Special to South Florida Times

Since its inception in 1989, Voices United has been a sounding board for the youth to be heard.  Its founder, Katie Christy, started the organization when she was just 17 years old.  At the time, she was a graduate of Miami’s New World School of the Arts and looking for an outlet for people around her age.
In recent years, Voices United (VU) has grown to over 100 members and toured across the country performing its play Lost & Found.  But, that wasn’t all that Christy had in store for the performing arts group. VU has recorded an album and filmed a movie. Their film, Break the Chain, was screened last week for a small audience of students and parents.

In Break the Chain, a small group of teenagers is asked to put on a show to highlight the issues that mean the most to them.  That show would be seen by the governor of Florida, who will give the show special consideration when making policy decisions.  Despite the simplicity of the plot, the teens find that articulating the issues effecting and affecting them is easier said than done.

“I want to inspire people to take responsibility for things in our world that we’re unhappy with and get into action,” Christy said about the film after the screening.

The issues addressed in Break the Chain range from body image to religion, to the earthquake disaster in Haiti to the effects of decreased government funding in the arts and sports in public schools.

“I want the adults to know what their children are going through,” said Christy, whose own daughter is a member of Voices United.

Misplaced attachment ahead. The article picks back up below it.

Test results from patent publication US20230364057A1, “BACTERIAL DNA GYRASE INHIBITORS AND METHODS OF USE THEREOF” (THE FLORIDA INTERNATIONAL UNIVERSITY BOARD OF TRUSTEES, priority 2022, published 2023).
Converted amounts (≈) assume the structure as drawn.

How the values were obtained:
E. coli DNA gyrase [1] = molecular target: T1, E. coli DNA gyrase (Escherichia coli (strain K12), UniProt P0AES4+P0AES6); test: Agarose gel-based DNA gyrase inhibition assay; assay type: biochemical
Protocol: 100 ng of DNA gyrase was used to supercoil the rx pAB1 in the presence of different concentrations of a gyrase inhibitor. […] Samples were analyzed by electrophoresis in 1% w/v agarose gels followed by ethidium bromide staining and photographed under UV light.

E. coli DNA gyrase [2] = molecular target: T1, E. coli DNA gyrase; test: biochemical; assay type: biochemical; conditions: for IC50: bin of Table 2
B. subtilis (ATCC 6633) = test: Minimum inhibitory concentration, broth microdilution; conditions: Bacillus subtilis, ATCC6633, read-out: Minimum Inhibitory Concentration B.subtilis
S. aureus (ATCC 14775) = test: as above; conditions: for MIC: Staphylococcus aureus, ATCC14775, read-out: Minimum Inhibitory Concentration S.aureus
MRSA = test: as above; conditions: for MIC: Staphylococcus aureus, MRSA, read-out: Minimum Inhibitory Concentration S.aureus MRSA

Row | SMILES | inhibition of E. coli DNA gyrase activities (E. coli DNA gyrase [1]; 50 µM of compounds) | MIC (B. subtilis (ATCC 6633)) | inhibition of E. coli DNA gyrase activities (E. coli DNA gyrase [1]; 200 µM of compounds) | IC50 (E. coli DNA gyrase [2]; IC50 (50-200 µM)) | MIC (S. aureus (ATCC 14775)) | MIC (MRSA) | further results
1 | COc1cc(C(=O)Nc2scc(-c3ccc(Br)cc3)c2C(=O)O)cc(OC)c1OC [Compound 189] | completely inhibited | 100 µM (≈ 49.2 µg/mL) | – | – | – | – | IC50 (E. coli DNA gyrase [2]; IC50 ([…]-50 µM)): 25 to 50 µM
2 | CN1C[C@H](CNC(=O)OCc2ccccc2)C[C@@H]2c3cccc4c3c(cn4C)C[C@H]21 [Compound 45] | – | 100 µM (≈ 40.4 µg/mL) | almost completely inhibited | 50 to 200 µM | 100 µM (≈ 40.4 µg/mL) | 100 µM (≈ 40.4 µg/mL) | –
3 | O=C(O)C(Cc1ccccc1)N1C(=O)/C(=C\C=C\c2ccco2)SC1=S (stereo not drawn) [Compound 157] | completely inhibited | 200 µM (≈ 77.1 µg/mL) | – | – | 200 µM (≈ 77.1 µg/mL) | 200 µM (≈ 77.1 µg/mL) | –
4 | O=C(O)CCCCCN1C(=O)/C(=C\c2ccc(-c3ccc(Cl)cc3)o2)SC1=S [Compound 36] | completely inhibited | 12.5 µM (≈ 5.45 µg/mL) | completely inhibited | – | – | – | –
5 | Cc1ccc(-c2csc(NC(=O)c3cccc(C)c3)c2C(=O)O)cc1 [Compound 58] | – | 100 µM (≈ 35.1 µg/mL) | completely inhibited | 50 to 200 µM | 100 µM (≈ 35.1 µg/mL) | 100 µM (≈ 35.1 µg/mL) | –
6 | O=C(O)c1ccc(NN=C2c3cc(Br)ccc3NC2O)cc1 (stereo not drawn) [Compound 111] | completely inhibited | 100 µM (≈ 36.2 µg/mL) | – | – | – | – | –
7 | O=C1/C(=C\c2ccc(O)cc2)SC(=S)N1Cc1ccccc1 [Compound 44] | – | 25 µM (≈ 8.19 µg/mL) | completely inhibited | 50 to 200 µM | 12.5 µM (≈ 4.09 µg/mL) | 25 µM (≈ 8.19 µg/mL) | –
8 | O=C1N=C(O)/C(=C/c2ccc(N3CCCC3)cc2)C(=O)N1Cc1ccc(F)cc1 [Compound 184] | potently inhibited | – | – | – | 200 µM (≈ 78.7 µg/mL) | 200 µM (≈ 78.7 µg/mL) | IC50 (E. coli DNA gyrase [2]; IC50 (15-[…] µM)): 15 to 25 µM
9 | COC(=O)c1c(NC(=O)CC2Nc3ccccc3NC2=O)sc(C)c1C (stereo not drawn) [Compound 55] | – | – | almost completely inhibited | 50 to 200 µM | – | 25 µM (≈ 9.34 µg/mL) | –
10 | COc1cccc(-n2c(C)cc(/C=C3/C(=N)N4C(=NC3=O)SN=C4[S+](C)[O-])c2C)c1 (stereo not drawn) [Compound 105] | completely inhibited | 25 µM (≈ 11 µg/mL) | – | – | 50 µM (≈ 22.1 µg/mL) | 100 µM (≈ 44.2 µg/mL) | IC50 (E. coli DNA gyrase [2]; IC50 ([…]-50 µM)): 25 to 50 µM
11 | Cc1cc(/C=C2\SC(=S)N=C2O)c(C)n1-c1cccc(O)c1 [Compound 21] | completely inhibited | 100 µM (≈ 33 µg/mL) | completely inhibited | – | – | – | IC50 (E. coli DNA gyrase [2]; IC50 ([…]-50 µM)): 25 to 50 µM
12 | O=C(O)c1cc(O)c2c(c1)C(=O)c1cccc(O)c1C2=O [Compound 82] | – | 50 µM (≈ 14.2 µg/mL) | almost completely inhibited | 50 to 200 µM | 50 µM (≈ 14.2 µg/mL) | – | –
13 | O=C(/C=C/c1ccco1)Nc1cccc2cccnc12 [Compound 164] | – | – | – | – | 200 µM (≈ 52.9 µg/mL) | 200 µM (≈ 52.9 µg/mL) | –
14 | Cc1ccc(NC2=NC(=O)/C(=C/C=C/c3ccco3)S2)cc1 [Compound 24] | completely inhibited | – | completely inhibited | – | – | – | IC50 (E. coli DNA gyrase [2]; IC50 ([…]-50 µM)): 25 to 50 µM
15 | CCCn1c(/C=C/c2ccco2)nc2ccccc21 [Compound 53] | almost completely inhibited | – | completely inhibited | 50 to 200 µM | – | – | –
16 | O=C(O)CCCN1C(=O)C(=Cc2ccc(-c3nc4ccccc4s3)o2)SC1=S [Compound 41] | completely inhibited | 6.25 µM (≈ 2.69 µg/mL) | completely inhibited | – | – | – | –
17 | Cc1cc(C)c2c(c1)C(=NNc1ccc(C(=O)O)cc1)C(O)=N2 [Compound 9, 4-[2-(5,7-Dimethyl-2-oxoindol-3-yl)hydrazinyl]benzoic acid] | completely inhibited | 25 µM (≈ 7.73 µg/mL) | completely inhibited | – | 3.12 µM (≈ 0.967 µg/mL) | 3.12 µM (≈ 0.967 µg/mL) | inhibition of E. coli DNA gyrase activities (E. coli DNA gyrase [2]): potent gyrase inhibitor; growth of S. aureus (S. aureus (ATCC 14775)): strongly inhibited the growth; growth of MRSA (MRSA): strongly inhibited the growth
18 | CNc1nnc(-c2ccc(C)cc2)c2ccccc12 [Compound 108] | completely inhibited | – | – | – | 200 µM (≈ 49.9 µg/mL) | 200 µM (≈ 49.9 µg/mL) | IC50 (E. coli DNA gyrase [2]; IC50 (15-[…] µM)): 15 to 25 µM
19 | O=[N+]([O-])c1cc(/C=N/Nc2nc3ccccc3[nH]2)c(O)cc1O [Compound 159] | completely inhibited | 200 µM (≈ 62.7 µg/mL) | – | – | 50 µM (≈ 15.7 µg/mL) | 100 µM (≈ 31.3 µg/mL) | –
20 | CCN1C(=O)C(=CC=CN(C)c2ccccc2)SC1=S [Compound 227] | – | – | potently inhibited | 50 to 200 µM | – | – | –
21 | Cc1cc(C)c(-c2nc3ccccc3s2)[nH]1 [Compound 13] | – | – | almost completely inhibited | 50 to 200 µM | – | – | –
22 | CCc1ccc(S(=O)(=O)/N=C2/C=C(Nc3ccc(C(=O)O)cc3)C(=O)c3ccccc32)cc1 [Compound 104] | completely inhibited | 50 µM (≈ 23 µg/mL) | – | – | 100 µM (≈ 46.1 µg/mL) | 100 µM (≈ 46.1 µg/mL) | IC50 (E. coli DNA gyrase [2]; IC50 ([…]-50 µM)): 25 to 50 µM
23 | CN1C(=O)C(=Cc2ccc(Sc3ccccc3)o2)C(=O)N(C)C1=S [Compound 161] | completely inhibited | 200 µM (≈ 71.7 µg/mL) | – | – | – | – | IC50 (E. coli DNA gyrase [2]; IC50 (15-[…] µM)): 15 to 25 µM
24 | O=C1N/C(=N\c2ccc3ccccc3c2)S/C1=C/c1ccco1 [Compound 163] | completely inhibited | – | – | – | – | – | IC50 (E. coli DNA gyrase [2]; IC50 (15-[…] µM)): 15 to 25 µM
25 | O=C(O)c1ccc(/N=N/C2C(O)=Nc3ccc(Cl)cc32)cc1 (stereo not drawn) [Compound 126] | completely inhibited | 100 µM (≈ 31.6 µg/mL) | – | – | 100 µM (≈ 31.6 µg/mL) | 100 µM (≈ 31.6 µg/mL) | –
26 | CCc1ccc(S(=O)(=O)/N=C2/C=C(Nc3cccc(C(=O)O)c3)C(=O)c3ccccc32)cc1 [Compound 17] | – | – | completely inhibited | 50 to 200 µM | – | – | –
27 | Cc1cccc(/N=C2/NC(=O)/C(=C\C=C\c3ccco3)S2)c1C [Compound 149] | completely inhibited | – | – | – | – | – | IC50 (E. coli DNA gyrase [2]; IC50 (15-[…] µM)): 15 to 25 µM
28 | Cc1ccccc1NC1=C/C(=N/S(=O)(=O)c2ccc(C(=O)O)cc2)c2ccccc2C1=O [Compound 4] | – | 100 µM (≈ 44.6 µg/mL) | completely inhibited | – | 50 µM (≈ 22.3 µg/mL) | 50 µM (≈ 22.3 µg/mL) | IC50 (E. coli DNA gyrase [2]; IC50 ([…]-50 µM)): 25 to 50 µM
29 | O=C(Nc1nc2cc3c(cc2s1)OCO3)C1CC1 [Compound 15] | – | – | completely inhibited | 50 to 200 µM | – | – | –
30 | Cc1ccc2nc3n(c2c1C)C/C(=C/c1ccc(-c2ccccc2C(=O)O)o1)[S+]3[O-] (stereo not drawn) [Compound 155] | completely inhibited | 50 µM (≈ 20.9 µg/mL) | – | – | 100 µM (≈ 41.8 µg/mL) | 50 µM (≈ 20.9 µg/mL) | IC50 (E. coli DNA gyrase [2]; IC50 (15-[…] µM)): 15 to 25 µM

One of the best things about Break the Chain is its real look at the topics that occupy the minds of teenagers today.  It also reminds parents that just because an issue may seem adult in manner, it still affects everyone, even the children.

Break the Chain took one year to execute, from inception to screen.  But Christy didn’t do it alone. Many of Voices United’s alumni offered their time and effort to help make the film possible, whether as actors or as a part of the crew.  The script alone boasts 30 screenwriters, with the main actors of the film writing their own parts. 

“This film was made, literally, on a wing and a prayer,” Christy said about the generous contributions of organizations like Miami World Cinema.  “The touring company, made up of the strongest, most committed, and hard working kids in Voices United, wrote the core of the story and acted as young leaders on behalf of Voices United.”

Now that Break the Chain has been premiered, Christy hopes to tour the film to different film festivals, before securing a distribution deal.  But, Voices United isn’t planning on slowing down now that it has a film in its arsenal. 

Up next for VU is their latest stage production, The Story Within Me, which will be performed at the Gusman Theater in downtown Miami. Christy is also spearheading an initiative for the performing team to go into Liberty City, Little Havana, and Miami Beach to collect stories for a project in the works. Christy promises that this production will have “more legs than a stage production.”

As far as their charitable contributions go, Voices United and Christy have their Youth Action Projects Program to affect change and give opportunities to the less fortunate.  VU has begun planting urban gardens throughout Miami-Dade County and are in the process of collecting books to stock libraries in rural Zimbabwe. 
Christy summed up VU by saying, “At its core, Voices United is about promoting unity and tolerance.”

Kimberly Grant can be reached at KAliciaG@aol.com.

To get more information about Voices United or to find out how to donate, please visit www.voicesunited.org.